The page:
Columbia is a fast-paced program in a fast-paced city. The “spirit and pace of program is faster than others due to NYC. Something about being in a city that never sleeps,” explained admissions director Michael Robinson in a recent CBS webinar.

Fit with Columbia therefore will be different than other MBA programs, and it’s up to you to prepare with thorough research into the school. Columbia is looking for students who have big plans for their lives, MBA or not. As Robinson said, there are “no dream schools just dreams. Live a life where you are doing big things regardless if you get into a business school.”

Before you get started with this set of essays it will be helpful to brainstorm your career objectives, strengths and weaknesses, and to think about your overall future dreams. To see how current students are thinking about Columbia and their goals, check out student profiles.

Columbia offers several flexible options for admission, from full-time MBA programs starting in the fall, to a January entry session and an excellent executive MBA program. Columbia also offers an early decision option for candidates who are committed to attend the school. The Columbia admissions cycle is rolling, so the earlier you submit your application the earlier you will receive feedback. We recommend you try to submit your application as soon as possible, while maintaining high quality.

Stumped by the Columbia essays? Contact Stacy Blackman Consulting to learn how we can help.

Goal: What is your immediate post-MBA professional goal? (50 characters)

This is a simple question, but may require you to condense your career goals into one clear career vision statement. Rather than a generic statement like: “Work in finance” the goal is to infuse some specificity. Something like: “Work in real estate finance within a private equity firm” tells the admissions committee far more about your interests and goals.

Note that the limited character count is intended to get you to the point quickly, elaboration is for the next essay.

Essay #1: Through your resume and recommendations, we have a clear sense of your professional path to date. What are your career goals over the next 3-5 years and what, in your imagination, would be your long-term dream job? (500 words)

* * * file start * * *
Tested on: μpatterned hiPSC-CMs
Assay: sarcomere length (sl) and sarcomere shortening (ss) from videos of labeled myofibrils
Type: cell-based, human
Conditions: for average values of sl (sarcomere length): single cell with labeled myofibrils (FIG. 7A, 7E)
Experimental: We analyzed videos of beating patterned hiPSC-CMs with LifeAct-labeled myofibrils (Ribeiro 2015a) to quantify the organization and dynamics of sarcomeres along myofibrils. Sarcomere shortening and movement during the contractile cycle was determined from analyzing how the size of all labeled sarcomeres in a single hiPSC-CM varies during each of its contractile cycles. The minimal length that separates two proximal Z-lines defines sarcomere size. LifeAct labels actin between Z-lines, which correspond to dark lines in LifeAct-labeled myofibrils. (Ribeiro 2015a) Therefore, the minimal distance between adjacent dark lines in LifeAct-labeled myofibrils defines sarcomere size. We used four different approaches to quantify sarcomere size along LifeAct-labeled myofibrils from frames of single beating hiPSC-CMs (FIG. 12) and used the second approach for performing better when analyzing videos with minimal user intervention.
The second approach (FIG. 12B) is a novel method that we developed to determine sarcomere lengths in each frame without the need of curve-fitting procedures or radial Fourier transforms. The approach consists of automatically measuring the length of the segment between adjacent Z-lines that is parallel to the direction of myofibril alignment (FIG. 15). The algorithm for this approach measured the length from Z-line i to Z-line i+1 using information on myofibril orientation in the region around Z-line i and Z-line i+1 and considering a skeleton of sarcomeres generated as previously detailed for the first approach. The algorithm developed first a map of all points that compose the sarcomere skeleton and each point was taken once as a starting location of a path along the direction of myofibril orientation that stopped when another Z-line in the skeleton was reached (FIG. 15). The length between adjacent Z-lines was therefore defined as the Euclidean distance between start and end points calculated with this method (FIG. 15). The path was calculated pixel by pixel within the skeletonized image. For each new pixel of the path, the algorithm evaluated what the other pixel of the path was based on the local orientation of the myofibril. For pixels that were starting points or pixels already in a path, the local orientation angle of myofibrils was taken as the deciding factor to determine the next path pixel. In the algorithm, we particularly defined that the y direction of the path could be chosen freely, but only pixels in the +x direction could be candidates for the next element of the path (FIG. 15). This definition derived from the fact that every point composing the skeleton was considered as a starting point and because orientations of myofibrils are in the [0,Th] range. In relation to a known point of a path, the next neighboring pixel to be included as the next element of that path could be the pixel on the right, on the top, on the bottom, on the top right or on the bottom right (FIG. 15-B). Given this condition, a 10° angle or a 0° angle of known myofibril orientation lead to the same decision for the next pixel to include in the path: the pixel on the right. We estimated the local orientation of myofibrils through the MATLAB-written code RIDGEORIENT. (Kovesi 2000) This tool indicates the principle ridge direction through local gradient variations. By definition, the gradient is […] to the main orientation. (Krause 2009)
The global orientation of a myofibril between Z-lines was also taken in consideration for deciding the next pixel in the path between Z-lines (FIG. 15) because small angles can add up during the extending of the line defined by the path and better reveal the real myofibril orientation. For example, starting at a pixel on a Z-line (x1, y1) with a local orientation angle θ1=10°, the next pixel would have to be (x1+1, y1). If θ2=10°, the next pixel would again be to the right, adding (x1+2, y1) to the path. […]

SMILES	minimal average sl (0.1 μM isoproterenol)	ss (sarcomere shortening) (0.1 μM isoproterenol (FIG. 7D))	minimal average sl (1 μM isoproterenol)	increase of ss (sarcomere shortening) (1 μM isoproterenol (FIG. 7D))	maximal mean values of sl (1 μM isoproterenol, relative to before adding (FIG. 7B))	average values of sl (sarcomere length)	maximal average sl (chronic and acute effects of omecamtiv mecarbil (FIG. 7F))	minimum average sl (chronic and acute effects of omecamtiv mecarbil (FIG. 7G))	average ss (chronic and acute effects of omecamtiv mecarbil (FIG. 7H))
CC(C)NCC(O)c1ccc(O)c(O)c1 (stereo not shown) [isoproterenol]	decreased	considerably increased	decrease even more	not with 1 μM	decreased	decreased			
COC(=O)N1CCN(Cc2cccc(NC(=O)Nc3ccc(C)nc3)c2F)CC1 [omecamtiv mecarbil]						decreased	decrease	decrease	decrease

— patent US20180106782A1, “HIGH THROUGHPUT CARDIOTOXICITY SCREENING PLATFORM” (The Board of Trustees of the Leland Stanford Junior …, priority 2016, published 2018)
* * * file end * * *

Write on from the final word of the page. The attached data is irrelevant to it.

Columbia asked a similar question last year, but it was open-ended in terms of timeframe of your career goals, and it focused more on how Columbia would help you achieve them. Given the changes in this essay question, this is a question about short- and long-term goals and dreams.

Those who seek a top-tier MBA at a school like Columbia have big dreams. You will be exposed to people and opportunities that will expand your horizons. Think about your true passions, and make sure your goals are aspirational.

As you talk about your future you may need to refer to your past career and personal experiences. As you consider what to say make sure you are citing only relevant examples from your career. Think about the experiences you can describe that were truly pivotal and can support your future goals. Your goals should have some logical progression from your past, but you can (and should!) show you plan to change and adapt.

For example, perhaps you want to be a general manager of a company or division, and right now you have been working primarily in marketing. You might spend your time at Columbia learning about finance and strategy, being part of consulting projects and interning at a start-up to round out your experience and start on your general management path.

Most importantly, Columbia wants to know who you are and how you are unique. Don’t try to be anyone else, instead reveal your own motivations, goals, and plans that Columbia will help you achieve. “Be Authentic. Want to admit people not packages. Don’t follow blogs and essay models,” Robinson suggested.